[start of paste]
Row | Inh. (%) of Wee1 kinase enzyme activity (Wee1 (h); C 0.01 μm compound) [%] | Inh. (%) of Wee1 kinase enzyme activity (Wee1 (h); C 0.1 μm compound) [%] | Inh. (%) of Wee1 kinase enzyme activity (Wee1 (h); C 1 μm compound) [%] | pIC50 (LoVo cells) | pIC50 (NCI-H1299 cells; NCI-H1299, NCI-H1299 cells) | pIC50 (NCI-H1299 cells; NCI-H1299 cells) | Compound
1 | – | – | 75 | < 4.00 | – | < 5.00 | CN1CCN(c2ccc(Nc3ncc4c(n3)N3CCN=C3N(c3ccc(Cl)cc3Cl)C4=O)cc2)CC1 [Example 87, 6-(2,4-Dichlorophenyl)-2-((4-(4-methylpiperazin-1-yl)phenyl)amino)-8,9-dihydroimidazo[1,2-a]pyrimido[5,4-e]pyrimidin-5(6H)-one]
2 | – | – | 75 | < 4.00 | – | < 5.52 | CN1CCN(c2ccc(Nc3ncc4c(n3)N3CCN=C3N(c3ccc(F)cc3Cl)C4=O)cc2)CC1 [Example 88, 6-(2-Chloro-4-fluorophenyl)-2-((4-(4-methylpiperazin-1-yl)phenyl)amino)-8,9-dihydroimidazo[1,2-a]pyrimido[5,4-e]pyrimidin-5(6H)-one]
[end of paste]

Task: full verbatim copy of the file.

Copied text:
Row | Inh. (%) of Wee1 kinase enzyme activity (Wee1 (h); C 0.01 μm compound) [%] | Inh. (%) of Wee1 kinase enzyme activity (Wee1 (h); C 0.1 μm compound) [%] | Inh. (%) of Wee1 kinase enzyme activity (Wee1 (h); C 1 μm compound) [%] | pIC50 (LoVo cells) | pIC50 (NCI-H1299 cells; NCI-H1299, NCI-H1299 cells) | pIC50 (NCI-H1299 cells; NCI-H1299 cells) | Compound
1 | – | – | 75 | < 4.00 | – | < 5.00 | CN1CCN(c2ccc(Nc3ncc4c(n3)N3CCN=C3N(c3ccc(Cl)cc3Cl)C4=O)cc2)CC1 [Example 87, 6-(2,4-Dichlorophenyl)-2-((4-(4-methylpiperazin-1-yl)phenyl)amino)-8,9-dihydroimidazo[1,2-a]pyrimido[5,4-e]pyrimidin-5(6H)-one]
2 | – | – | 75 | < 4.00 | – | < 5.52 | CN1CCN(c2ccc(Nc3ncc4c(n3)N3CCN=C3N(c3ccc(F)cc3Cl)C4=O)cc2)CC1 [Example 88, 6-(2-Chloro-4-fluorophenyl)-2-((4-(4-methylpiperazin-1-yl)phenyl)amino)-8,9-dihydroimidazo[1,2-a]pyrimido[5,4-e]pyrimidin-5(6H)-one]